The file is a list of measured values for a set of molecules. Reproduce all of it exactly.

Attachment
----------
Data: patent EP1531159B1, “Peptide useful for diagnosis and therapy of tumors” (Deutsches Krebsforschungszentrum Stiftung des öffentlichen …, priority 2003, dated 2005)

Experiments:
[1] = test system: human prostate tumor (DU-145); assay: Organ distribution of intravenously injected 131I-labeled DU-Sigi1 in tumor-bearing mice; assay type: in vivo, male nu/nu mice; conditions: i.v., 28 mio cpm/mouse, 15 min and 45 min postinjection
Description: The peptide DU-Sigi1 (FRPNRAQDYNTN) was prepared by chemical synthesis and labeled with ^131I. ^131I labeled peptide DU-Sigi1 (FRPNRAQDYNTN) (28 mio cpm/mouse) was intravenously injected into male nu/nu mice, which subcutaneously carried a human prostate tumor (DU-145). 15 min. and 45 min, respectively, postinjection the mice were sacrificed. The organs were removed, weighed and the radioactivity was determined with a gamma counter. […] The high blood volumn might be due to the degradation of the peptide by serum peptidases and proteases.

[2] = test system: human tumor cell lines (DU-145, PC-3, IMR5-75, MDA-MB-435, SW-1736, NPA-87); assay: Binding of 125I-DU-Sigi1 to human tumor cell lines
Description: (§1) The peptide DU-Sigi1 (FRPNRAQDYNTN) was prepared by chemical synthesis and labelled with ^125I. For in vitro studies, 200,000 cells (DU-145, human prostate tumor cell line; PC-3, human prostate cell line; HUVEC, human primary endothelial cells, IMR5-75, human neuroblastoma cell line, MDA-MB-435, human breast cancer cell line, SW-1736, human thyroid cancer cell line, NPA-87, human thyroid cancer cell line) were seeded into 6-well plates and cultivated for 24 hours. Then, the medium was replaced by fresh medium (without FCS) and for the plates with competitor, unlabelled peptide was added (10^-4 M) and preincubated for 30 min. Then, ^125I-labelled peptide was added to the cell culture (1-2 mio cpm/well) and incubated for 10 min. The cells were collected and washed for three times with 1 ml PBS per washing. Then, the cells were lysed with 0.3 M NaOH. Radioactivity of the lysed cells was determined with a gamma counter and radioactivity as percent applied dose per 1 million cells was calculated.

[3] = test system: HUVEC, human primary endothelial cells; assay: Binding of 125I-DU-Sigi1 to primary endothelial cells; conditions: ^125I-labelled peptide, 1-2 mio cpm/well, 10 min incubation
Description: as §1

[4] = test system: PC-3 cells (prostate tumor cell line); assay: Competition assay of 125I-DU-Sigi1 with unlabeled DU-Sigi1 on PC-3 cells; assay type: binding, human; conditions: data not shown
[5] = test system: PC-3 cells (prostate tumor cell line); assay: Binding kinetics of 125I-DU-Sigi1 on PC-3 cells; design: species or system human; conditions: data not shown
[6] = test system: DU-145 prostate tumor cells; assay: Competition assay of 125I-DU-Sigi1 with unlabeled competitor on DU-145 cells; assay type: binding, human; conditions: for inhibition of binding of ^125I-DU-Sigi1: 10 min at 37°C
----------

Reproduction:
Data: patent EP1531159B1, “Peptide useful for diagnosis and therapy of tumors” (Deutsches Krebsforschungszentrum Stiftung des öffentlichen …, priority 2003, dated 2005)

Experiments:
[1] = test system: human prostate tumor (DU-145); assay: Organ distribution of intravenously injected 131I-labeled DU-Sigi1 in tumor-bearing mice; assay type: in vivo, male nu/nu mice; conditions: i.v., 28 mio cpm/mouse, 15 min and 45 min postinjection
Description: The peptide DU-Sigi1 (FRPNRAQDYNTN) was prepared by chemical synthesis and labeled with ^131I. ^131I labeled peptide DU-Sigi1 (FRPNRAQDYNTN) (28 mio cpm/mouse) was intravenously injected into male nu/nu mice, which subcutaneously carried a human prostate tumor (DU-145). 15 min. and 45 min, respectively, postinjection the mice were sacrificed. The organs were removed, weighed and the radioactivity was determined with a gamma counter. […] The high blood volumn might be due to the degradation of the peptide by serum peptidases and proteases.

[2] = test system: human tumor cell lines (DU-145, PC-3, IMR5-75, MDA-MB-435, SW-1736, NPA-87); assay: Binding of 125I-DU-Sigi1 to human tumor cell lines
Description: (§1) The peptide DU-Sigi1 (FRPNRAQDYNTN) was prepared by chemical synthesis and labelled with ^125I. For in vitro studies, 200,000 cells (DU-145, human prostate tumor cell line; PC-3, human prostate cell line; HUVEC, human primary endothelial cells, IMR5-75, human neuroblastoma cell line, MDA-MB-435, human breast cancer cell line, SW-1736, human thyroid cancer cell line, NPA-87, human thyroid cancer cell line) were seeded into 6-well plates and cultivated for 24 hours. Then, the medium was replaced by fresh medium (without FCS) and for the plates with competitor, unlabelled peptide was added (10^-4 M) and preincubated for 30 min. Then, ^125I-labelled peptide was added to the cell culture (1-2 mio cpm/well) and incubated for 10 min. The cells were collected and washed for three times with 1 ml PBS per washing. Then, the cells were lysed with 0.3 M NaOH. Radioactivity of the lysed cells was determined with a gamma counter and radioactivity as percent applied dose per 1 million cells was calculated.

[3] = test system: HUVEC, human primary endothelial cells; assay: Binding of 125I-DU-Sigi1 to primary endothelial cells; conditions: ^125I-labelled peptide, 1-2 mio cpm/well, 10 min incubation
Description: as §1

[4] = test system: PC-3 cells (prostate tumor cell line); assay: Competition assay of 125I-DU-Sigi1 with unlabeled DU-Sigi1 on PC-3 cells; assay type: binding, human; conditions: data not shown
[5] = test system: PC-3 cells (prostate tumor cell line); assay: Binding kinetics of 125I-DU-Sigi1 on PC-3 cells; design: species or system human; conditions: data not shown
[6] = test system: DU-145 prostate tumor cells; assay: Competition assay of 125I-DU-Sigi1 with unlabeled competitor on DU-145 cells; assay type: binding, human; conditions: for inhibition of binding of ^125I-DU-Sigi1: 10 min at 37°C